Treeline is working on their first EP which should be released by fall, he said.
The band, together for about a year, can plug it in and turn it up as well as they can play the mellow stuff, which makes live shows a unique event.
"We don't like to be pinned down. We like to be Treeline in different forms but under the same umbrella. Sometimes we open for ourselves as the duo, then the three of us," added Dyck.
Treeline plays at various local venues like the 1010 , Blarney Stone and the Slice, but spends just as much time on the road, hitting venues as far away as Cranbrook, Saskatoon and Calgary, he said.

- SunTimes

"Treeline shows their range"

Local band Treeline show their range on their long awaited Ep “Hazy Hills.”

Taylor Ackerman, Ryan Dyck and drummer Clayton Smith not only show they can play country blues on my favourite track “Rains on Me” they also show their Caribbean side on “I‘m Always Thinking” which combines country and pop music.

“Left Field” is an elaborately produced piece of ‘70s style pop combining elements of reggae and blues.

But “Then Them” is where Treeline cuts their blues teeth, with a sweet solo.

To get a feel of the band‘s live show, they also included an outstanding live version of “Rains on Me.” The sound is crisp and clear throughout the recording, which really shows off the breadth of the band‘s skills.
- LA Beat (R. Amery)


Tavern EP (June 2010)
"old-school country all the way."
-Richard Amery, LA Beat

Prairie Sentimentalist w/ Sean Brewer (May 2011)
"peppered with poetic references to sunsets and highways, freight trains and tumbleweeds, the influence of legends like Neil Young and Merle Haggard is clear. However, whether they're performing a sad waltz or an up-tempo bluegrass rocker, these six gentlemen are blazing their own dusty trail."
-Chris Hibbard



Prairie Sentimentalist is the first full length record from alt-country quartet, Treeline. Preceded by two EPs, this latest recording sees Ryan Dyck (Danny) and the boys leaving the basement for the studio. Prairie Sentimentalist is a split album, featuring Edmontonian songwriter Sean Brewer, best known as the main face of former western fusionists, The Uncas. After being introduced by a mutual friend in 2009, Treeline and Brewer began sharing the stage. It was a perfect match, a marriage born of a shared love for old-time lyric driven country songs, and long nights in the tavern. Their frequent live collaborations eventually led them to Scott Franchuk of Edmonton’s Riverdale Recorders, whose portfolio includes the likes of Treeline influences Old Reliable and The Swiftys. The result is a beautifully crafted coming of age record. Though distinct in their lyricism and vocal delivery, songwriters Danny and Brewer tend towards similar motifs, making Prairie Sentimentalist sound less like a split album and more like a forty-minute duet. While Danny offers earnest, half-spoken vocals and a careful attention to lyrics, Brewer’s warm, nasally vocals give perfect voice to the album’s grungier tracks. Both songwriters are occasionally accompanied by the sweet backing vocals of recent Treeline recruit, Tyler Bird, who also plays double bass on the record. Bird’s traditional bass lines and Clayton Smith’s understated drumming are affectively interspersed with pedal steel, organ, banjo, fiddle and, of course, electric guitar. Taylor Ackerman’s guitar work gives Prairie Sentimentalist the spontaneous feel that has come to define Treeline’s unique country sound. Born of the local landscape, the half-sardonically titled Prairie Sentimentalist is a truly impressive record. It tells of prairie towns with their dusty sunsets, toppling grain elevators, lonesome highways and dying churches, not out of nostalgia, but out of a kind of appreciation for things betrayed.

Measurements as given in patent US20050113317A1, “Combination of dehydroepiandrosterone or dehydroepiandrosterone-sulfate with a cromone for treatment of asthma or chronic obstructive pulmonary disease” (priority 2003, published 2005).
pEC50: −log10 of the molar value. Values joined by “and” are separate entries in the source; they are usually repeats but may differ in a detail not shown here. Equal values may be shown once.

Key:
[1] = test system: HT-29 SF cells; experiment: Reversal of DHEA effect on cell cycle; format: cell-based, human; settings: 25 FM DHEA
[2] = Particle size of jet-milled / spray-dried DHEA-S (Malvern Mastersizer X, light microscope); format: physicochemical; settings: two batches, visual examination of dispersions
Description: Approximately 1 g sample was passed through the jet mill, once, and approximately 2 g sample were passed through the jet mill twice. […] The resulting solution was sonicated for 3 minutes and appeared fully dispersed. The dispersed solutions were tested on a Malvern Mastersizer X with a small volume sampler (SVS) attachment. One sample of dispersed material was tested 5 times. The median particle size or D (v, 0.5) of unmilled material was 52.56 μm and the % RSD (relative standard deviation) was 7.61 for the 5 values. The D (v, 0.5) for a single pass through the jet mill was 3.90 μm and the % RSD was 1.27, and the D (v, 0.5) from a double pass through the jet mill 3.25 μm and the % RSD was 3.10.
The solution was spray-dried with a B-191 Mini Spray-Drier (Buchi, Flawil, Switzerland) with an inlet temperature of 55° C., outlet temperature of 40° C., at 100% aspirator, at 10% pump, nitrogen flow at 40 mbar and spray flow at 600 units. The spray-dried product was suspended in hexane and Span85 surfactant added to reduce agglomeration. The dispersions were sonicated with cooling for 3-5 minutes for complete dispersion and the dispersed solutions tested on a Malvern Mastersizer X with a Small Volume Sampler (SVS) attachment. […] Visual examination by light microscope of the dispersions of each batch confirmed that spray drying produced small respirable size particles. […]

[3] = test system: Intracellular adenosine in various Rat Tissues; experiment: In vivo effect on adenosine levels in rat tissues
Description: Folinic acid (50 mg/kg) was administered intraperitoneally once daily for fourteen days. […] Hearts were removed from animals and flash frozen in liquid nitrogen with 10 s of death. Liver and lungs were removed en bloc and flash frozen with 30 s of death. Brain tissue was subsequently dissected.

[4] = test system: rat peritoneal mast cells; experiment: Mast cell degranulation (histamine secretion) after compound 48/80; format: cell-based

-Robert O'Hara